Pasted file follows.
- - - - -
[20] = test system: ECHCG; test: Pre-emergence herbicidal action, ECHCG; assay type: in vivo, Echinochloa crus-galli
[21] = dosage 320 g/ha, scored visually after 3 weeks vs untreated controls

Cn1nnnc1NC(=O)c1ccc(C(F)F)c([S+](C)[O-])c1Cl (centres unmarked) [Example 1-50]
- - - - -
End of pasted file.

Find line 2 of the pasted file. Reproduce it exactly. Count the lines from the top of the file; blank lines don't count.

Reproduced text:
[21] = dosage 320 g/ha, scored visually after 3 weeks vs untreated controls